Monday, July 5, 2010

Copic Mondays - The Color Chart - What does it Mean? By Laura Burleson

So do you really understand the color chart? I thought I did, but then I went to my certification class, and I realized I really didn't get it, yet.

We all pretty much know that Copics are numbered using a letter code and two number codes. The letter represents the color family:

Primary Colors:

  • B = Blue
  • R = Red
  • Y = Yellow

Secondary Colors:

  • G = Green
  • V = Violet
  • YR = Yellow Red

Tertiary Colors:

  • YG = Yellow Green
  • BG = Blue Green
  • RV = Red Violet
  • BV = Blue Violet

Earth & Tonal Colors:

  • E = Earth
  • C = Cool Gray
  • T = Toner Gray
  • N = Neutral Gray
  • W = Warm Gray

The first number represents the tone of the marker of the color. The zero means pure color. There is no gray tone added to the color. A marker with the first number of 2, contains a bit of gray along with the pure blue color from the 0 series. A B9 marker contains the most gray tone mixed with the pure blue.

The second number is the intensity of the color. The smaller the number means the marker has a lighter color. There is more alcohol than ink in the lighter colors. The larger the number, the higher the ink concentration.

A B09 marker is a pure true blue marker with the least amount of ink in the color. It is the deepest true blue color. All of the markers from B0000 to B09 contain the same ink color, the concentration of the color is just lighter or darker.

So what does all this mean? Well, if you wanted a nice blue ball, you may use B05, and then the shadow of the ball would be more gray (since there is less light on the shadow of the ball). For the shadow you would use either B45 or B95. Both have the same intensity of the B05, but they have more gray in them (approx 40% gray for the B45, and 95% gray for the B95.

Say you wanted to color a beach ball. Beach balls usually have bright pure colors. You would want to choose colors with the closest numbers possible. In this example, I would use the primary colors of red, yellow, blue and green for my beach ball. I would use marker numbers B05, G05, Y06 (since there is no Y05), and R05. Those colors are bright and clear. They are perfect for a beach ball.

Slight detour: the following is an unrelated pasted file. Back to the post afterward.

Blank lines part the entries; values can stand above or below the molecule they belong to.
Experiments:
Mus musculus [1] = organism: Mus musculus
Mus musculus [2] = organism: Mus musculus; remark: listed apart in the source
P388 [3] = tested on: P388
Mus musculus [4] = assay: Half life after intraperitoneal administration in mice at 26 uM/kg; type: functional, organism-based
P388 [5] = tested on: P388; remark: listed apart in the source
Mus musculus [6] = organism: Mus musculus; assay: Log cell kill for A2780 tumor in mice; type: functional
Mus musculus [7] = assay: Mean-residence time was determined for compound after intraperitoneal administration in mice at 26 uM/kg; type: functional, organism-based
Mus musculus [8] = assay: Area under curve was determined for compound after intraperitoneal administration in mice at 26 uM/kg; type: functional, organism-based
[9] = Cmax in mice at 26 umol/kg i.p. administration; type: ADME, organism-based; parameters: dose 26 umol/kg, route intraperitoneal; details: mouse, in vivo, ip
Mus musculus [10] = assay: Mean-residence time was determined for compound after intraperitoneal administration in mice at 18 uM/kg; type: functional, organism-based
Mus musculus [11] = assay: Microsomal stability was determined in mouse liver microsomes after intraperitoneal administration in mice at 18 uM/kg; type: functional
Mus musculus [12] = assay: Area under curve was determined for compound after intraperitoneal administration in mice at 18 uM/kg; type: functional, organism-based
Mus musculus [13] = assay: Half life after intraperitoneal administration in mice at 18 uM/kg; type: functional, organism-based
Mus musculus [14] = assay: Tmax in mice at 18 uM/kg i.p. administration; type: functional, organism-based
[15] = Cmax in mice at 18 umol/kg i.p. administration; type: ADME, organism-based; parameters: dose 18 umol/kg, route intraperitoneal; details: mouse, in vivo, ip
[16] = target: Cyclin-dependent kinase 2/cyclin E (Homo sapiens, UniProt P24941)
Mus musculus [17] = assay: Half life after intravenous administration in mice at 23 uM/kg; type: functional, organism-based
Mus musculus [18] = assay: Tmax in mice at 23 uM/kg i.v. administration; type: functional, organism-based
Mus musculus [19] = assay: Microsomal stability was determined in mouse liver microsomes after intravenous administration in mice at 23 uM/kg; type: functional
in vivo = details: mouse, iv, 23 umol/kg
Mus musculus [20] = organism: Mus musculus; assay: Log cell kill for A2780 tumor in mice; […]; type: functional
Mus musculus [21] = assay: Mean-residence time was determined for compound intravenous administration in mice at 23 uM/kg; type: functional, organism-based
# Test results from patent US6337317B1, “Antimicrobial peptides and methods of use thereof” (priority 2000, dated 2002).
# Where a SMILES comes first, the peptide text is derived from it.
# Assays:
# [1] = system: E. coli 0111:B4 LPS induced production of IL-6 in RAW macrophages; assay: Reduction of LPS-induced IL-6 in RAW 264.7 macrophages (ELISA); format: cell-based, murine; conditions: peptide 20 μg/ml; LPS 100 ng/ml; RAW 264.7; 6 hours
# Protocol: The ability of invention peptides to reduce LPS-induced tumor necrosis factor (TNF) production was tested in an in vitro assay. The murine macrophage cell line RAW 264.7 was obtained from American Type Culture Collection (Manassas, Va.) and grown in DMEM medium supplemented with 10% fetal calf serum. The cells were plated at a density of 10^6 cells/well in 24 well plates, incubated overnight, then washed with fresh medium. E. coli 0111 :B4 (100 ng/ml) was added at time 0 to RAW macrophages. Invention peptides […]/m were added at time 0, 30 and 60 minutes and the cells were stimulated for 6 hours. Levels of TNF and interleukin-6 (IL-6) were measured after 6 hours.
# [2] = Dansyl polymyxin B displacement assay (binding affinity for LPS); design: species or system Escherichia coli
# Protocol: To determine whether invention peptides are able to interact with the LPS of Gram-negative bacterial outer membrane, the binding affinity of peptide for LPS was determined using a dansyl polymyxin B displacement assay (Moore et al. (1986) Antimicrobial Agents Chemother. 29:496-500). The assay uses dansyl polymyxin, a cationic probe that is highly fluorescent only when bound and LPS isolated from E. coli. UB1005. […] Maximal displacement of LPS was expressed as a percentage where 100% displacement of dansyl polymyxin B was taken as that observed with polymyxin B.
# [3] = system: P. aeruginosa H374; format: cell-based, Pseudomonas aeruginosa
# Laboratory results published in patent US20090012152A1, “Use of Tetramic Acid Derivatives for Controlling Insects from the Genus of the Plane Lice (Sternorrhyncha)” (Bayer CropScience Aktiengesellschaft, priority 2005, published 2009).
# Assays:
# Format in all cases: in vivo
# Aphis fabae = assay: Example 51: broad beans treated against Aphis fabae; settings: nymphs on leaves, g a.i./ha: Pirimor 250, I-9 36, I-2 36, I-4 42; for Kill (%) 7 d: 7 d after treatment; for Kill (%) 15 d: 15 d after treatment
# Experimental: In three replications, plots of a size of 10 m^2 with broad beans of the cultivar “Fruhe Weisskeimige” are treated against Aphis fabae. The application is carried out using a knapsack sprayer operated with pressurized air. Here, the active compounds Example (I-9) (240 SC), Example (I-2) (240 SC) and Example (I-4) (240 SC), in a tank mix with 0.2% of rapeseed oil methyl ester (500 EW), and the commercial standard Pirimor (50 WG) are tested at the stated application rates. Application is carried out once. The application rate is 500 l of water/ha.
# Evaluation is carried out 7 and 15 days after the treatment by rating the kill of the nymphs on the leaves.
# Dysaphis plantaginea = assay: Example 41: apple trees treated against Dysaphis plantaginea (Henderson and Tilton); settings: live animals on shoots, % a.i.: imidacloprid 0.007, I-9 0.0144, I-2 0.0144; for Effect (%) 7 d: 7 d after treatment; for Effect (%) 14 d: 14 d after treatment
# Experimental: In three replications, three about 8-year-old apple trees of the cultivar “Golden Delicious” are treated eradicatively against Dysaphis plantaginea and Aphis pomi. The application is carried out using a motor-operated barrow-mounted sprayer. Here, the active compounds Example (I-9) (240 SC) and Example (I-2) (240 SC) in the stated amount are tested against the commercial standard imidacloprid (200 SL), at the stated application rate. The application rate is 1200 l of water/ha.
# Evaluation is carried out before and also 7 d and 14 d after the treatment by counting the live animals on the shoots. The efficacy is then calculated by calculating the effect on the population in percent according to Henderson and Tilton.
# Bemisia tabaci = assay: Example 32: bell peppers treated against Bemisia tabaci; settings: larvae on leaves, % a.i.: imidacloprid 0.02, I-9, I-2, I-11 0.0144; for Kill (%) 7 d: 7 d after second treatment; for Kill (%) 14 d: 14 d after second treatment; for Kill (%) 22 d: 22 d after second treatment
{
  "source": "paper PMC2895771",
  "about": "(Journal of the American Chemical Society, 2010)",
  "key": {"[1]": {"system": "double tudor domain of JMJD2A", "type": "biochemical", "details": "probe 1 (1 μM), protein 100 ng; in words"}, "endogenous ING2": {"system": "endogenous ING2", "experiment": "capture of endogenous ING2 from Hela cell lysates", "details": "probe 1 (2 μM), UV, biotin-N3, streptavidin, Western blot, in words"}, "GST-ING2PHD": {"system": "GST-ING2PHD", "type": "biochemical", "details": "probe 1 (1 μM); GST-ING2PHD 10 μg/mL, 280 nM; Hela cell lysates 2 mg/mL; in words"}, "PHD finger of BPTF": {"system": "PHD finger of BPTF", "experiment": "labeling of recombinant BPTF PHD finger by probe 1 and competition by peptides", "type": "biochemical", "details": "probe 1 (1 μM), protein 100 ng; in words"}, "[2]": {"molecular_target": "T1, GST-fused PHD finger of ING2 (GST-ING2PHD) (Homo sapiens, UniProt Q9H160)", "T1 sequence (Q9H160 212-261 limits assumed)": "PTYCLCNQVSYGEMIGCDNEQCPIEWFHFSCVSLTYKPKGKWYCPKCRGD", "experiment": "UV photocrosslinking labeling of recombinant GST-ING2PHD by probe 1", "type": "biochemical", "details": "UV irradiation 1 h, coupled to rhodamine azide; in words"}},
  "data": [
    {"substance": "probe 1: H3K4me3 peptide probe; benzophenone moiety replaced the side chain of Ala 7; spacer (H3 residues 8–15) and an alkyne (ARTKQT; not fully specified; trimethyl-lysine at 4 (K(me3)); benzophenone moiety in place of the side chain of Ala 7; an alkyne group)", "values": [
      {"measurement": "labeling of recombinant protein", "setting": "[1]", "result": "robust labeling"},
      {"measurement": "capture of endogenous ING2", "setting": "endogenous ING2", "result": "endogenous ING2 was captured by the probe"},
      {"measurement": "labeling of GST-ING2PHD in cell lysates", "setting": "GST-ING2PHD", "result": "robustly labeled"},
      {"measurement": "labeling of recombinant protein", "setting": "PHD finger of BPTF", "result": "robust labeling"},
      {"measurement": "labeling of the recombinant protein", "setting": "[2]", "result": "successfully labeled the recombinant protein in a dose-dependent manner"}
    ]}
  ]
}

If you are looking to add normal high and low lights to a color, you want to use colors a few numbers apart. There isn't enough visible color variance with colors whose numbers are only one number apart. For example, it is difficult to see the difference between E31 and E32 in a small image. You would want to use E31 and E33 for the difference to be visible.

Well, that covers the colors and color chart, but what about the gray scale markers and toners? What gray scale toner family should you invest in first? If you select the neutral gray color family, you can use it with your warm and cool colors.

When you really understand what the color numbers mean, it is much easier to select colors that compliment, contrast, and shadow each other. You can make wise choices on colors to maximize your budget. Like we discussed before, when you select any color family, you want to choose at least three markers from that color family. You want a light color, a medium and a dark to allow for contrast and shading on your images. In previous articles, I have given many examples of color family choices for the most popular colors and applications.

Next time, we will be talking about the fun and techniques you can achieve with the Colorless Blender and the Blending Solution.

Please, ask questions or make suggestions for any topic you would like to see covered in Copic Mondays.

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